I already wrote about the Killing Fields of the Cambodian genocide and the Vietnamese War Museum and Cu Chi Tunnels, and Laos makes the third corner of a really shitty triangle. I will write more about Laos’ civil war and America’s ‘secret war’ when I post about Phonsavan, which is the next place we stopped in Laos. I blame my politics A Level, but of my favourite parts of Luang Prabang was its UXO museum. UXOs are ‘unexploded ordnance’, basically, bombs that were dropped but never went off. At least 2 million tonnes of ordnance was dropped on Laos by American forces between 1964 and 1973, but a third didn’t detonate (per capita, Laos is the most heavily bombed country in history). Over 50,000 people have been killed or injured by ordnance since 1964 and the clean up operation is slow, expensive and dangerous. I don’t have a picture, but there’s a whiteboard outside the museum detailing the exact number of injuries and deaths caused by UXOs per year since 1964; 2016 was the first year no one died from one.
I scrolled through my WordPress gallery and I seem to have shared a ridiculous number of photos of bomb shells. Ten points to anyone who can tell me the names of every type of munition in this photo!
To be completely honest, we planned our route through Vietnam using the route the Top Gear guys took in that Christmas special a few years ago. Ha Long Bay was one of their stops so it was one of ours too. We went with a group from our Hanoi hostel to stay on one of the bay’s islands for a night, because Ha Long is ages out from Hanoi and the occasional group trip is good for you, probably. Ha Long Bay is a UNESCO site and, on Top Gear, looked sparkling and beautifully emerald. We went on a cloudy day, so it actually looked like this:
But we’re British, so it was just like being at home for the summer! Speaking of home, the dock we boarded the boat from reminded me so much of Southend on a bad day that I had to take a photo:
Mud: check. Giant container ships on the horizon: check. Grey skies: check. There were a million little crabs trotting about on the mud, which made a nice change from the crap you normally see on Southend’s mudflats, ha.
So as part of the group trip we were required to partake in group activities. Number one: canoeing with a friend. Or, in my case, my wee brother who is actually a lot taller than me and way more into the sport of canoeing than I am. We nearly came to blows about my ability to paddle right after this photo was taken:
Not as bad as Monopoly at Christmas, but close.
That night the island hostel had a beach bonfire. We tried a local type of dance with bamboo sticks that I have since found on YouTube because I don’t know how to explain it without overusing the word ‘ankle’…
The next day we took a walk up a hill. Or, to be more accurate, we climbed a mountain. Climb because it was made of rocks and mountain because there’s no international definition for what constitutes a mountain so although it may have been a large hill, I’m going to call it a mountain. Also, I did it in flip flops. This was because as we were leaving the hostel in Hanoi, someone mentioned there would be a hike of some sort. I had packed a tiny bag and left my proper shoes in a locker, because when we booked no one mentioned a hike. ‘Should I go back for my shoes?’ I thought. Everyone had shoes apart from Maxim and I. ‘Ah, live a little,’ I told myself. ‘You always over plan and over pack.’ So I left my shoes.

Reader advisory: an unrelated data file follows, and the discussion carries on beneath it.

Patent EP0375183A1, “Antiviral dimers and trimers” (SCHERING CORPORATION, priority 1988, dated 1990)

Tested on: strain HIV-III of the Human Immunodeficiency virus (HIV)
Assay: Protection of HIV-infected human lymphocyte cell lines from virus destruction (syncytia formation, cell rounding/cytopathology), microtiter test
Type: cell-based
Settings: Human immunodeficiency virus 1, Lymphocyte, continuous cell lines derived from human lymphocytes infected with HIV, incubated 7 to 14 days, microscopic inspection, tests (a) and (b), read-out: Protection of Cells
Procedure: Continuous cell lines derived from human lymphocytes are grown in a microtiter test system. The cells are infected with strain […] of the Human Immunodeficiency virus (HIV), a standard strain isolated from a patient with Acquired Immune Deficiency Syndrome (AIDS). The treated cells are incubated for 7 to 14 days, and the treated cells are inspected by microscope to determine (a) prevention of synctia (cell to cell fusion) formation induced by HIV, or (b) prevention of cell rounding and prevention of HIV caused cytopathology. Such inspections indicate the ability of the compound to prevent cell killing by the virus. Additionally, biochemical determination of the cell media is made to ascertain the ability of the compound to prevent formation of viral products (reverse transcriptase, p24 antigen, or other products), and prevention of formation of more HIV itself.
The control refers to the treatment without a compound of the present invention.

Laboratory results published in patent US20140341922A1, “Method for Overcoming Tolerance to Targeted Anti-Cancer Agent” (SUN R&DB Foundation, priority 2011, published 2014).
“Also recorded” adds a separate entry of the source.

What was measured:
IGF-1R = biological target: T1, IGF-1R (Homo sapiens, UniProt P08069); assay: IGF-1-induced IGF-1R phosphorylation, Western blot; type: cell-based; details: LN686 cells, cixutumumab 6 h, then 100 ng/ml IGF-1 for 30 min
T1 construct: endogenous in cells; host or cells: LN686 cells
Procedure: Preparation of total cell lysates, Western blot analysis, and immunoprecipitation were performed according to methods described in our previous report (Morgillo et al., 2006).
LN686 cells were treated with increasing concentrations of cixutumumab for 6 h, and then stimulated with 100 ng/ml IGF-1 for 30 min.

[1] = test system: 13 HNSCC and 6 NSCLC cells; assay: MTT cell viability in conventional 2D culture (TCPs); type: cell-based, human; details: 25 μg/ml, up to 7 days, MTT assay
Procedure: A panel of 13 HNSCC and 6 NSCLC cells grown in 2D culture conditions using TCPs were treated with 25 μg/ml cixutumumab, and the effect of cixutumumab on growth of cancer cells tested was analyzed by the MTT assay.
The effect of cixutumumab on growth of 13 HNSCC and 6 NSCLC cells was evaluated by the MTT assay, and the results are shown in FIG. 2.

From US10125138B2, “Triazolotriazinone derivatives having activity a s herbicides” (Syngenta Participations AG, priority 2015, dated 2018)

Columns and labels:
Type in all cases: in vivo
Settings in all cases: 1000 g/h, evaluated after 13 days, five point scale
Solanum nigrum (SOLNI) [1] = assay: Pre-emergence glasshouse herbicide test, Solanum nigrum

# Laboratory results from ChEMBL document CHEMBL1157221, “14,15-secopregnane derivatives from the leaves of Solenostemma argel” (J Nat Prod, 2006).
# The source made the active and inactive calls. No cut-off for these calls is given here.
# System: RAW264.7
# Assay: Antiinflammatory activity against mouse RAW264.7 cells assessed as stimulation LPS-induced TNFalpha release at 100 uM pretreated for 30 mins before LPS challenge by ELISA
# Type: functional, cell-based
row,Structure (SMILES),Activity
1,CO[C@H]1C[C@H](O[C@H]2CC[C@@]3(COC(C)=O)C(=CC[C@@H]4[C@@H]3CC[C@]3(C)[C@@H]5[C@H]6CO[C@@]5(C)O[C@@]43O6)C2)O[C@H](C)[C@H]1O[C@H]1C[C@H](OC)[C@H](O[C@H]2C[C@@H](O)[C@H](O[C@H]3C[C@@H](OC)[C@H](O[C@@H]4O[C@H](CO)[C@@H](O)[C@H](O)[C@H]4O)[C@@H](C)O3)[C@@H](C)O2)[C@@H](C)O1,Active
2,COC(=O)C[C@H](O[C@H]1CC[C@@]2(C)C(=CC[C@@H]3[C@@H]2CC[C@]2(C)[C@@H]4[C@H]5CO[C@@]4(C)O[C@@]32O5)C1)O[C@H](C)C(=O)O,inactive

I am never living a little again. It was a fucking mountain.
There were monkeys on the other side of the giant pile of rocks, which was nice, although they were basically trained to be nice to tourists which was gross. Also, when we were done saying ‘hey, a monkey’ we had to climb all the way back over the bloody mountain. I ripped the elephant pants I bought in Saigon. Always over pack, kids!
We had to leave our hostel the morning after we got back from Ha Long, because we’d forgotten to book another night, so we relocated to a slightly different part of the Old Quarter. I know I hate group activities, but I was sad to leave some of the people we’d been with on the trip. I don’t really do casual friends but I guess it’s hard not to bond with people over bamboo dancing and rock climbing. So if an American named Suzie (maybe Suzie?) who au paired in London before flying to Hanoi and lost her phone is reading this, hiiiii. Also: an English girl named Claire studying in Australia the English guy travelling with her wearing several ear piercings. We compared passport stamps. It was nice to meet you, and I never say that and mean it.
Oh, by the way, the bathroom of the hostel in Ha Long Bay had no window. This was the view while we cleaned our teeth:
I don’t know if I’ve mentioned this, but for the latter part of the trip I took diazepam on every journey. This was because of the night bus journey from Hue to Hanoi. I should have known it would be shit – I mean, to an anxious traveller with an anxious bladder, all Vietnamese bus journeys are shit. I should have known it would the travelling equivalent of post-dodgy-curry diarrhoea when the bus was so late that hostel staff noticed…
Our driver was a smoker, which I don’t usually mind, except this one smoked while he drove and an air conditioning unit was right above my sleeper bunk, so all the smoke got regurgitated from his lungs and went shoooom up my nostrils. For nine hours minus a couple of toilet stops. Maxim could normally sleep on the buses, but the best I ever seemed to manage was a nap while I tried not to think about needing a wee. On this particular journey the air was so dry that my throat was like sandpaper, but you can never be sure when the driver will stop, so I sipped a bottle of water nervously until a local kid in the bunk next to me asked in broken English if he could have some because did I mention the smoke